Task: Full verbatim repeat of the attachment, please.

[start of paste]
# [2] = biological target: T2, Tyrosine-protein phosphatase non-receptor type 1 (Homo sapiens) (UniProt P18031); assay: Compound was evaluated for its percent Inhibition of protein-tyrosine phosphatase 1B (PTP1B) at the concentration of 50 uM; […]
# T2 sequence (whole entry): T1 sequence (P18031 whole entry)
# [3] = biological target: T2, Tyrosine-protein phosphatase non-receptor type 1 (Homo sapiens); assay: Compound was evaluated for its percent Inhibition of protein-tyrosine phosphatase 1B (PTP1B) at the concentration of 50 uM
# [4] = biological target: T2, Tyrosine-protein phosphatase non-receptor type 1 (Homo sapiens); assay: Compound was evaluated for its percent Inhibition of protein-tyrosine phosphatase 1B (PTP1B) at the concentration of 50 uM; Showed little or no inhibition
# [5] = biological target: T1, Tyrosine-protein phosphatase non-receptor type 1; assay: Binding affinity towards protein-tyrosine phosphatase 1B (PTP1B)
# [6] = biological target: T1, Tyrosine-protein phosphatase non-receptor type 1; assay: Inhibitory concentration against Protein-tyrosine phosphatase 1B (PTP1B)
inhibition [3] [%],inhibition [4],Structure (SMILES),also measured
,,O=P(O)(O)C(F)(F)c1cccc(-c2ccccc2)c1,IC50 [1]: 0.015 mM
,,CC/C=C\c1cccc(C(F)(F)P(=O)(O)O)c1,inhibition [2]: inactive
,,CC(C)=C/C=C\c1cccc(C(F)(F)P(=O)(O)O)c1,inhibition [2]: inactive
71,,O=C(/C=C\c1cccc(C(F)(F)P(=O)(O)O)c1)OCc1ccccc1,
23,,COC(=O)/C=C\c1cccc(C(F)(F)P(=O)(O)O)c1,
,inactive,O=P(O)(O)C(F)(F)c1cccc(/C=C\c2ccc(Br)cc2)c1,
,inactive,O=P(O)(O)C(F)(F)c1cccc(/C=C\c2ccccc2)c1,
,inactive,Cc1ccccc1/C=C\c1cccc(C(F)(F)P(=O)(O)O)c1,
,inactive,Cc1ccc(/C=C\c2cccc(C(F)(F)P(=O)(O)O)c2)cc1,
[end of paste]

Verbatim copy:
# [2] = biological target: T2, Tyrosine-protein phosphatase non-receptor type 1 (Homo sapiens) (UniProt P18031); assay: Compound was evaluated for its percent Inhibition of protein-tyrosine phosphatase 1B (PTP1B) at the concentration of 50 uM; […]
# T2 sequence (whole entry): T1 sequence (P18031 whole entry)
# [3] = biological target: T2, Tyrosine-protein phosphatase non-receptor type 1 (Homo sapiens); assay: Compound was evaluated for its percent Inhibition of protein-tyrosine phosphatase 1B (PTP1B) at the concentration of 50 uM
# [4] = biological target: T2, Tyrosine-protein phosphatase non-receptor type 1 (Homo sapiens); assay: Compound was evaluated for its percent Inhibition of protein-tyrosine phosphatase 1B (PTP1B) at the concentration of 50 uM; Showed little or no inhibition
# [5] = biological target: T1, Tyrosine-protein phosphatase non-receptor type 1; assay: Binding affinity towards protein-tyrosine phosphatase 1B (PTP1B)
# [6] = biological target: T1, Tyrosine-protein phosphatase non-receptor type 1; assay: Inhibitory concentration against Protein-tyrosine phosphatase 1B (PTP1B)
inhibition [3] [%],inhibition [4],Structure (SMILES),also measured
,,O=P(O)(O)C(F)(F)c1cccc(-c2ccccc2)c1,IC50 [1]: 0.015 mM
,,CC/C=C\c1cccc(C(F)(F)P(=O)(O)O)c1,inhibition [2]: inactive
,,CC(C)=C/C=C\c1cccc(C(F)(F)P(=O)(O)O)c1,inhibition [2]: inactive
71,,O=C(/C=C\c1cccc(C(F)(F)P(=O)(O)O)c1)OCc1ccccc1,
23,,COC(=O)/C=C\c1cccc(C(F)(F)P(=O)(O)O)c1,
,inactive,O=P(O)(O)C(F)(F)c1cccc(/C=C\c2ccc(Br)cc2)c1,
,inactive,O=P(O)(O)C(F)(F)c1cccc(/C=C\c2ccccc2)c1,
,inactive,Cc1ccccc1/C=C\c1cccc(C(F)(F)P(=O)(O)O)c1,
,inactive,Cc1ccc(/C=C\c2cccc(C(F)(F)P(=O)(O)O)c2)cc1,